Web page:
Police use internet to report crime, new system allows citizens to post online

By Jarrod Thacker

The Lexington Division of Police embraced the digital age during a press conference on Monday, announcing a new online method to report crime.

The system, called the Citizen Online Reporting System, is a law enforcement records management program developed by Coplogic, Inc., which enables citizens to submit non-emergency police reports through an online database.

To be eligible to use the system, the reporting party must be 18 or older, have a valid e-mail address and the incident must have occurred in Lexington/Fayette County, Ky. The situation must also necessitate that there is no known suspect.

Officer Paul Stewart explained that there are six offenses that can be reported using the new system; harassing communications, fraudulent use of a credit or debit card, property lost or mislaid, theft by unlawful taking, criminal mischief and larceny from auto less than $500.

Citizens can access the reporting system by visiting http://www.lexingtonky.gov/police, filling out the form data and providing the required information.

“After submitting the report, the citizen receives a confirmation email indicating that we have received the report that they had filed, and that it is pending approval,” Bureau of Administration Commander Alan Martin said. “The report is routed to an administrative officer who reviews the report and approves the report or request additional information from reporting party.”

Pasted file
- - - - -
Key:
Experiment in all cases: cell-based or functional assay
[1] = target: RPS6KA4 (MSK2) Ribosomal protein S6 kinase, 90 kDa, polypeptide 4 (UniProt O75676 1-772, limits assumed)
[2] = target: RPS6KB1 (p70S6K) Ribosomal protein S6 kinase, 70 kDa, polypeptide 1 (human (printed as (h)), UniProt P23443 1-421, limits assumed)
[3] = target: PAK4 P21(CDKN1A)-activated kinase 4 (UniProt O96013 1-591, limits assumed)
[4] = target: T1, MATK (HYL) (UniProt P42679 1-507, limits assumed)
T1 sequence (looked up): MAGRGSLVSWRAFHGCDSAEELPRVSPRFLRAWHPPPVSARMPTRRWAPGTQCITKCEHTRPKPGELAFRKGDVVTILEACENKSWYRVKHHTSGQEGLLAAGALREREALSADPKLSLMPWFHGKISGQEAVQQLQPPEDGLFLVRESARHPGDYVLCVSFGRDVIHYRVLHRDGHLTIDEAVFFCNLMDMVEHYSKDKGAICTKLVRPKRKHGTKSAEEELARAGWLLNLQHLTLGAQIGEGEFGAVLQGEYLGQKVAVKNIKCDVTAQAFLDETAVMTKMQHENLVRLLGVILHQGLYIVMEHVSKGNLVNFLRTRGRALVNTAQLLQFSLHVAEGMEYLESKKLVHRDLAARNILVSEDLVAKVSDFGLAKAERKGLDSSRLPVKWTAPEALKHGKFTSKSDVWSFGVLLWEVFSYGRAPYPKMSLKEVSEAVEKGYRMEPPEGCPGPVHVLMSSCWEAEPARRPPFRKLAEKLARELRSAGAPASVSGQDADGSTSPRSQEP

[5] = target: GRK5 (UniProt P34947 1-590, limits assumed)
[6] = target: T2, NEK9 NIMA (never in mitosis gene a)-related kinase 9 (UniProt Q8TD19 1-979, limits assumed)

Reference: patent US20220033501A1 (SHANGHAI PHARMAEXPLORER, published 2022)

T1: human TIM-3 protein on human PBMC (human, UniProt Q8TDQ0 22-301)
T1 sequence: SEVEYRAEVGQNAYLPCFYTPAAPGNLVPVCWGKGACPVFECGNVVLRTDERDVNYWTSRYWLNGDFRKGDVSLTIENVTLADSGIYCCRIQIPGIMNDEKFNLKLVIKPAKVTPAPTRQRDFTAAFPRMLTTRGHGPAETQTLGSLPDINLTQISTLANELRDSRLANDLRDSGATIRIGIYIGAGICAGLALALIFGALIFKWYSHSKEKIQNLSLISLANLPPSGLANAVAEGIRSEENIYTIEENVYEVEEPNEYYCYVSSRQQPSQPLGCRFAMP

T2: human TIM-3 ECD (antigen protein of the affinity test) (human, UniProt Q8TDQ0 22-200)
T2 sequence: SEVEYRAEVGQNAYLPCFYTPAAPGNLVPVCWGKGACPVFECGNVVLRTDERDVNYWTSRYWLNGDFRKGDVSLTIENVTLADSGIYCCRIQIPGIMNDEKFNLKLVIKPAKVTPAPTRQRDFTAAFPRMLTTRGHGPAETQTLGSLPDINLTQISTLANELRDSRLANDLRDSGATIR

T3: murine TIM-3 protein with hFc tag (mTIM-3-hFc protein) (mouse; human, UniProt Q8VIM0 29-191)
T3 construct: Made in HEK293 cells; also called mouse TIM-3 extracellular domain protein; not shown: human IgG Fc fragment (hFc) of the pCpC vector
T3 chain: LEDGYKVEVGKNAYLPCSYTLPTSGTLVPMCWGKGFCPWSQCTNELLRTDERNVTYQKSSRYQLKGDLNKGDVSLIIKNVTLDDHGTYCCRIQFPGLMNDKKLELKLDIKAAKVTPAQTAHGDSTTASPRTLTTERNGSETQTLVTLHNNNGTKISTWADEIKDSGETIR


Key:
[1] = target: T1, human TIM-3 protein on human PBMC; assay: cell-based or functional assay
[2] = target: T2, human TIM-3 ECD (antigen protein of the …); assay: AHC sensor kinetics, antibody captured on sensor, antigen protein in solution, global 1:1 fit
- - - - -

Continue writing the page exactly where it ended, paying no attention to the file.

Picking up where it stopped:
Martin further explained that once an approval is provided, typically taking up to two business days, an e-mail is sent to the reporting party indicating that their report has been approved.

The e-mail provided information on how they can receive an official copy of that report by either online or in person at the Division of Police. This step also makes the data immediately available for law enforcement investigation.

The new program is expected to be both a benefit to the Lexington Division of Police and to the citizens of Lexington, by allowing higher priority reports to be processed more quickly and improving customer relations.

“The ease and the functionality of this particular application is very intuitive for your novice computer user, it was designed with simplicity in mind,” Martin said, “and to be as convenient as possible for the reporting party.”

In addition to this technological advance, Public Information Officer Sherelle Roberts said the Lexington Division of Police could soon be making an appearance on Facebook, to further improve its lines of communication with citizens.